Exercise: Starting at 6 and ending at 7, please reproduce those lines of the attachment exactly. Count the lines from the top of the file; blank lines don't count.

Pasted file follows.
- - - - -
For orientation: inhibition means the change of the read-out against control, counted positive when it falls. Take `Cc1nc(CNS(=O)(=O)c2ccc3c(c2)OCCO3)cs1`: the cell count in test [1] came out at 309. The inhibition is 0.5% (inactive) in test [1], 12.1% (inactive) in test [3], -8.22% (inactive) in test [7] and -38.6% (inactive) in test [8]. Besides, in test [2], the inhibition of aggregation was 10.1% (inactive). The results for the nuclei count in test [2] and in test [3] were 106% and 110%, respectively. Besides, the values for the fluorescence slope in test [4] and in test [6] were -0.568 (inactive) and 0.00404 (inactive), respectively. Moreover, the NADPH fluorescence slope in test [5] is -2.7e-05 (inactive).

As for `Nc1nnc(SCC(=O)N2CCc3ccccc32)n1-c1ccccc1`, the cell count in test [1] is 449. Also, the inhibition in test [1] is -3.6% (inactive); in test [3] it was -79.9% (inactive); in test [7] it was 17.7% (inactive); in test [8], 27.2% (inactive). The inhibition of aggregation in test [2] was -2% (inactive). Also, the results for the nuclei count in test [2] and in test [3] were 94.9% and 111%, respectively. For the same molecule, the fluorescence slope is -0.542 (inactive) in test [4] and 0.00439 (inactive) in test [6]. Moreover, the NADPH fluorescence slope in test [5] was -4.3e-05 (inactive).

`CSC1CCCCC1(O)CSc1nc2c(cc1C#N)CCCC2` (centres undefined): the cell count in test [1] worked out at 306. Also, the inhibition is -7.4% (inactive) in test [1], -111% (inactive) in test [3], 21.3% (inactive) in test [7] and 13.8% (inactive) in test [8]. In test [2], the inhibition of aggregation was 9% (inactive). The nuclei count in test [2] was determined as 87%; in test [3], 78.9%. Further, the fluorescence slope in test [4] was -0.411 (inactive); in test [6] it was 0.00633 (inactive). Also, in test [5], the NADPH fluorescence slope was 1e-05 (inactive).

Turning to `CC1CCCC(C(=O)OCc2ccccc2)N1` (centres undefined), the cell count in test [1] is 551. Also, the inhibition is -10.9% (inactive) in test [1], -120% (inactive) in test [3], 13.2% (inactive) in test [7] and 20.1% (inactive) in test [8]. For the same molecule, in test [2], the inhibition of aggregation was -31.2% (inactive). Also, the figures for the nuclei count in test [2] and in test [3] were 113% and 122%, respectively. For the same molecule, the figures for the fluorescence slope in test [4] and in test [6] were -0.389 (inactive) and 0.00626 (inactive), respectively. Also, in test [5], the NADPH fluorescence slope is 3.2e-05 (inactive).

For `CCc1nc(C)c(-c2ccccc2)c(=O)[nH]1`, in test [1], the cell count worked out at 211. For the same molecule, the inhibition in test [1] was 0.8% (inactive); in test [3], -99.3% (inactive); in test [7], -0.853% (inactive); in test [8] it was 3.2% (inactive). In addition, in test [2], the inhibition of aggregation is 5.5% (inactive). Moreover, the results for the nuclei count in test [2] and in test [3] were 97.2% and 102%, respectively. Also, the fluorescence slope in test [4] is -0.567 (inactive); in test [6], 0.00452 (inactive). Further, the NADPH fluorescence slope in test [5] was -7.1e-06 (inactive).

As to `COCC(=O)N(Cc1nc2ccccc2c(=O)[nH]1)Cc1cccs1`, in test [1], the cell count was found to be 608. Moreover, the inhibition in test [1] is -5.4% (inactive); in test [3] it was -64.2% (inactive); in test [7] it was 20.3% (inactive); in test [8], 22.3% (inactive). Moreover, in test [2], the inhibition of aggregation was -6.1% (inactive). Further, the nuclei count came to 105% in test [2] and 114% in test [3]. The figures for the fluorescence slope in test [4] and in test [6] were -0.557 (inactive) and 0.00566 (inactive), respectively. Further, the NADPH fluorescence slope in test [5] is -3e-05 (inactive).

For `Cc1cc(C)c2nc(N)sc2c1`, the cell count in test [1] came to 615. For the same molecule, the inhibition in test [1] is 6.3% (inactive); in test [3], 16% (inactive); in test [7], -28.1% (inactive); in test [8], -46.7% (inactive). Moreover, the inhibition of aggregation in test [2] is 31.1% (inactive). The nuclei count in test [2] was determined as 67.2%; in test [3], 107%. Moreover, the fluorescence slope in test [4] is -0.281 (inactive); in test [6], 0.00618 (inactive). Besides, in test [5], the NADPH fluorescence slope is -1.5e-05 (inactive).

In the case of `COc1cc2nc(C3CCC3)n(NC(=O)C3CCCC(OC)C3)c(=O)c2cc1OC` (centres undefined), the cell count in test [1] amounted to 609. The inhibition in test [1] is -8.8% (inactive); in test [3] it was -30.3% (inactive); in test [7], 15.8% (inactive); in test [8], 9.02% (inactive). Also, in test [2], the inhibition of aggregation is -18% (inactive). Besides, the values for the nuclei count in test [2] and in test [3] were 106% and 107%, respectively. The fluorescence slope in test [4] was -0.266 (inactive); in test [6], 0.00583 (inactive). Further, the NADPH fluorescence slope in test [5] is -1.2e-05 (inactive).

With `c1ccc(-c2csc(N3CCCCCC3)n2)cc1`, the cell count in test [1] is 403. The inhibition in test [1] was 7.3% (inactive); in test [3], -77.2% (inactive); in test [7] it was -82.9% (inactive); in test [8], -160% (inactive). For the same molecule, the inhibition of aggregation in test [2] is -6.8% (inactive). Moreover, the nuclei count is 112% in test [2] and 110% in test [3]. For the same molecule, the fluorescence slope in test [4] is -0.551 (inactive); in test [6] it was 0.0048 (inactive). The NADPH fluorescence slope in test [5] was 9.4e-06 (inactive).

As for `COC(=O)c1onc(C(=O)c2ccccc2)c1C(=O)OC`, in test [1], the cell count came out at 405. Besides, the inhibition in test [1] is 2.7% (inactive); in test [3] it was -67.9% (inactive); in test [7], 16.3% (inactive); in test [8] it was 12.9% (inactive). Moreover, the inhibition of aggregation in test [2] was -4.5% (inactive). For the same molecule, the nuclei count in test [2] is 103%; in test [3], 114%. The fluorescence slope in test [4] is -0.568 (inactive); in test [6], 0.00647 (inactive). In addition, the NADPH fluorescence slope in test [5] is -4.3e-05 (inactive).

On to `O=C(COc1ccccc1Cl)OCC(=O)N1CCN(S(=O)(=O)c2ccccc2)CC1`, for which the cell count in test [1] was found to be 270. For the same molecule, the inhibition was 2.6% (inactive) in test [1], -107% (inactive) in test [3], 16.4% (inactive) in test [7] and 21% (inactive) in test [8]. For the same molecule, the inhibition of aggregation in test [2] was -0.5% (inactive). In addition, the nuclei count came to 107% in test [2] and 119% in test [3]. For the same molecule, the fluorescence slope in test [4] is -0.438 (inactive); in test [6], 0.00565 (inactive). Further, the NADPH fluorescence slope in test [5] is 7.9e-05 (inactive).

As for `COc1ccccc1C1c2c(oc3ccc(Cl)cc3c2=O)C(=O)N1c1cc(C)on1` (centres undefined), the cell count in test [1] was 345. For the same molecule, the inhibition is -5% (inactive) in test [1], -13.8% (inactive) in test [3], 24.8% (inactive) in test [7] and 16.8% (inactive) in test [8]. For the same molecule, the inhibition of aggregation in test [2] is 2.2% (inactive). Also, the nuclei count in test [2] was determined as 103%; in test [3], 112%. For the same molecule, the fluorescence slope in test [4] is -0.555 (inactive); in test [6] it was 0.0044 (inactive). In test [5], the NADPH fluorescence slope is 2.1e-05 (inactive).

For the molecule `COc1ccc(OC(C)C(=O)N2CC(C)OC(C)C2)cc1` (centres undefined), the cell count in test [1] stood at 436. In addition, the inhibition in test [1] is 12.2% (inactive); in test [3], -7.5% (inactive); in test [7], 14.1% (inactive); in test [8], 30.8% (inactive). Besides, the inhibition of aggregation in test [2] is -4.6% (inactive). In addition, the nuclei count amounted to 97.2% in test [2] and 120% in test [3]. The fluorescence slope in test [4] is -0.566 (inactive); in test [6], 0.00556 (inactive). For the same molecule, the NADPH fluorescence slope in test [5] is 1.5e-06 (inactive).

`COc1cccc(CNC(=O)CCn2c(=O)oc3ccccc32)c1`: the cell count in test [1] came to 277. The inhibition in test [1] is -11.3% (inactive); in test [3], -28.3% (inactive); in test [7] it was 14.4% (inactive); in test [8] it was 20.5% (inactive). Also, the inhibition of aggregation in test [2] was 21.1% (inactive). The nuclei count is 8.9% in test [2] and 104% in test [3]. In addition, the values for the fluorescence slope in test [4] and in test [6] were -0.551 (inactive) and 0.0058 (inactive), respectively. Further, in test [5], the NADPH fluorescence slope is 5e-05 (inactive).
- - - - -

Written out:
As to `COCC(=O)N(Cc1nc2ccccc2c(=O)[nH]1)Cc1cccs1`, in test [1], the cell count was found to be 608. Moreover, the inhibition in test [1] is -5.4% (inactive); in test [3] it was -64.2% (inactive); in test [7] it was 20.3% (inactive); in test [8], 22.3% (inactive). Moreover, in test [2], the inhibition of aggregation was -6.1% (inactive). Further, the nuclei count came to 105% in test [2] and 114% in test [3]. The figures for the fluorescence slope in test [4] and in test [6] were -0.557 (inactive) and 0.00566 (inactive), respectively. Further, the NADPH fluorescence slope in test [5] is -3e-05 (inactive).

For `Cc1cc(C)c2nc(N)sc2c1`, the cell count in test [1] came to 615. For the same molecule, the inhibition in test [1] is 6.3% (inactive); in test [3], 16% (inactive); in test [7], -28.1% (inactive); in test [8], -46.7% (inactive). Moreover, the inhibition of aggregation in test [2] is 31.1% (inactive). The nuclei count in test [2] was determined as 67.2%; in test [3], 107%. Moreover, the fluorescence slope in test [4] is -0.281 (inactive); in test [6], 0.00618 (inactive). Besides, in test [5], the NADPH fluorescence slope is -1.5e-05 (inactive).